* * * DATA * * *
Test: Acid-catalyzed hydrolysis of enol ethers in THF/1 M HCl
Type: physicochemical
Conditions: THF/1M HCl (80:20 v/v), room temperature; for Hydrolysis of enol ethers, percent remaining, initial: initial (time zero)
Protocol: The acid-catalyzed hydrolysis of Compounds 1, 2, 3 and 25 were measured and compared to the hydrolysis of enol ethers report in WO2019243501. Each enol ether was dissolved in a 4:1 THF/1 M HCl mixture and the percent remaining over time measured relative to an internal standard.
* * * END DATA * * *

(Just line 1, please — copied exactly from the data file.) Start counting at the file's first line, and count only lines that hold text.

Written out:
Test: Acid-catalyzed hydrolysis of enol ethers in THF/1 M HCl